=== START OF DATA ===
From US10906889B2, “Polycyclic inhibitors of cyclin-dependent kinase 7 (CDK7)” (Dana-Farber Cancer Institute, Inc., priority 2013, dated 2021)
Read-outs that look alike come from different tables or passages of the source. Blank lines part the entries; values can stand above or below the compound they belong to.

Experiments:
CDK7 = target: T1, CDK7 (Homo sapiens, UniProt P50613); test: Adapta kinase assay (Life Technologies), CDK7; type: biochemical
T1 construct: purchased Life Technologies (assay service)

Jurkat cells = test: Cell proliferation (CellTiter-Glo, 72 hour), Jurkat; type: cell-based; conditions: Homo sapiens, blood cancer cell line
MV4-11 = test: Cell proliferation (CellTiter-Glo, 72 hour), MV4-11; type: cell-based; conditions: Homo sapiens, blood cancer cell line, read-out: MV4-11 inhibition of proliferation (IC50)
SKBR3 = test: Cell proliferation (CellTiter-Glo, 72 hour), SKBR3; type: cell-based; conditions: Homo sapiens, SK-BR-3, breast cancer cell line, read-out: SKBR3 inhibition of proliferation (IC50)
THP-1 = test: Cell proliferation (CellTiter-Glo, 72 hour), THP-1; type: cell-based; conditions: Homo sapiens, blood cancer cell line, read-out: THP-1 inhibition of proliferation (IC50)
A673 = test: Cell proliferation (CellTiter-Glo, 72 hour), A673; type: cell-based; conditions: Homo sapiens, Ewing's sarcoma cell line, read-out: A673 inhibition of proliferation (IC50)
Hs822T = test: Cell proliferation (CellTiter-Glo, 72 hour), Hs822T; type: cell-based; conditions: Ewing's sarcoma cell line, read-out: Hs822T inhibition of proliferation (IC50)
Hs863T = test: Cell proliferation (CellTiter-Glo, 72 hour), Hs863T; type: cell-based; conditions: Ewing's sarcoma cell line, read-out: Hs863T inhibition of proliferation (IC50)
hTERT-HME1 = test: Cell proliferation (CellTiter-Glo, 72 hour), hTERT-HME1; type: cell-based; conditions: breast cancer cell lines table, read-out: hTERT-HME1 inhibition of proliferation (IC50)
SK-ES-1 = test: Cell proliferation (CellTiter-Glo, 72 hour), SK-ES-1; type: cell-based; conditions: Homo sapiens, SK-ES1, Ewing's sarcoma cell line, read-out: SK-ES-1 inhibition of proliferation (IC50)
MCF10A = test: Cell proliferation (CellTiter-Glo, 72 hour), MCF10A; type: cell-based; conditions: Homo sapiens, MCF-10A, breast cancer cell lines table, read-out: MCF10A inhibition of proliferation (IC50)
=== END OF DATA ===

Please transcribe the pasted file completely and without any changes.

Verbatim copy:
From US10906889B2, “Polycyclic inhibitors of cyclin-dependent kinase 7 (CDK7)” (Dana-Farber Cancer Institute, Inc., priority 2013, dated 2021)
Read-outs that look alike come from different tables or passages of the source. Blank lines part the entries; values can stand above or below the compound they belong to.

Experiments:
CDK7 = target: T1, CDK7 (Homo sapiens, UniProt P50613); test: Adapta kinase assay (Life Technologies), CDK7; type: biochemical
T1 construct: purchased Life Technologies (assay service)

Jurkat cells = test: Cell proliferation (CellTiter-Glo, 72 hour), Jurkat; type: cell-based; conditions: Homo sapiens, blood cancer cell line
MV4-11 = test: Cell proliferation (CellTiter-Glo, 72 hour), MV4-11; type: cell-based; conditions: Homo sapiens, blood cancer cell line, read-out: MV4-11 inhibition of proliferation (IC50)
SKBR3 = test: Cell proliferation (CellTiter-Glo, 72 hour), SKBR3; type: cell-based; conditions: Homo sapiens, SK-BR-3, breast cancer cell line, read-out: SKBR3 inhibition of proliferation (IC50)
THP-1 = test: Cell proliferation (CellTiter-Glo, 72 hour), THP-1; type: cell-based; conditions: Homo sapiens, blood cancer cell line, read-out: THP-1 inhibition of proliferation (IC50)
A673 = test: Cell proliferation (CellTiter-Glo, 72 hour), A673; type: cell-based; conditions: Homo sapiens, Ewing's sarcoma cell line, read-out: A673 inhibition of proliferation (IC50)
Hs822T = test: Cell proliferation (CellTiter-Glo, 72 hour), Hs822T; type: cell-based; conditions: Ewing's sarcoma cell line, read-out: Hs822T inhibition of proliferation (IC50)
Hs863T = test: Cell proliferation (CellTiter-Glo, 72 hour), Hs863T; type: cell-based; conditions: Ewing's sarcoma cell line, read-out: Hs863T inhibition of proliferation (IC50)
hTERT-HME1 = test: Cell proliferation (CellTiter-Glo, 72 hour), hTERT-HME1; type: cell-based; conditions: breast cancer cell lines table, read-out: hTERT-HME1 inhibition of proliferation (IC50)
SK-ES-1 = test: Cell proliferation (CellTiter-Glo, 72 hour), SK-ES-1; type: cell-based; conditions: Homo sapiens, SK-ES1, Ewing's sarcoma cell line, read-out: SK-ES-1 inhibition of proliferation (IC50)
MCF10A = test: Cell proliferation (CellTiter-Glo, 72 hour), MCF10A; type: cell-based; conditions: Homo sapiens, MCF-10A, breast cancer cell lines table, read-out: MCF10A inhibition of proliferation (IC50)